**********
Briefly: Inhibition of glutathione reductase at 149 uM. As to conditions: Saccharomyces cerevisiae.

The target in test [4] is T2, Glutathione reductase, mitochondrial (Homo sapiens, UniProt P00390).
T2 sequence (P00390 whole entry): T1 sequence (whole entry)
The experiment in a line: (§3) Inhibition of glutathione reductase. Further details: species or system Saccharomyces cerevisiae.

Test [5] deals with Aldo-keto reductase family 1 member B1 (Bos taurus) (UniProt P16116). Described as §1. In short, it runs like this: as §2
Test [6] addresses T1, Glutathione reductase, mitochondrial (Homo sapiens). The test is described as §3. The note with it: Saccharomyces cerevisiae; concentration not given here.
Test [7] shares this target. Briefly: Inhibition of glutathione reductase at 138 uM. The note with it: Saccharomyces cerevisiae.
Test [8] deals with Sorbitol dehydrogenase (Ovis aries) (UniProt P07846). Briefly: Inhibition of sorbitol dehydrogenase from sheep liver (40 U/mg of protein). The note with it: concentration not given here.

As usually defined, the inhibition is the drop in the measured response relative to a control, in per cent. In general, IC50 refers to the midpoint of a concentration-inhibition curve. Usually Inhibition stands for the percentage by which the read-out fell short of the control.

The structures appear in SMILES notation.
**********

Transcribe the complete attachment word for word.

Briefly: Inhibition of glutathione reductase at 149 uM. As to conditions: Saccharomyces cerevisiae.

The target in test [4] is T2, Glutathione reductase, mitochondrial (Homo sapiens, UniProt P00390).
T2 sequence (P00390 whole entry): T1 sequence (whole entry)
The experiment in a line: (§3) Inhibition of glutathione reductase. Further details: species or system Saccharomyces cerevisiae.

Test [5] deals with Aldo-keto reductase family 1 member B1 (Bos taurus) (UniProt P16116). Described as §1. In short, it runs like this: as §2
Test [6] addresses T1, Glutathione reductase, mitochondrial (Homo sapiens). The test is described as §3. The note with it: Saccharomyces cerevisiae; concentration not given here.
Test [7] shares this target. Briefly: Inhibition of glutathione reductase at 138 uM. The note with it: Saccharomyces cerevisiae.
Test [8] deals with Sorbitol dehydrogenase (Ovis aries) (UniProt P07846). Briefly: Inhibition of sorbitol dehydrogenase from sheep liver (40 U/mg of protein). The note with it: concentration not given here.

As usually defined, the inhibition is the drop in the measured response relative to a control, in per cent. In general, IC50 refers to the midpoint of a concentration-inhibition curve. Usually Inhibition stands for the percentage by which the read-out fell short of the control.

The structures appear in SMILES notation.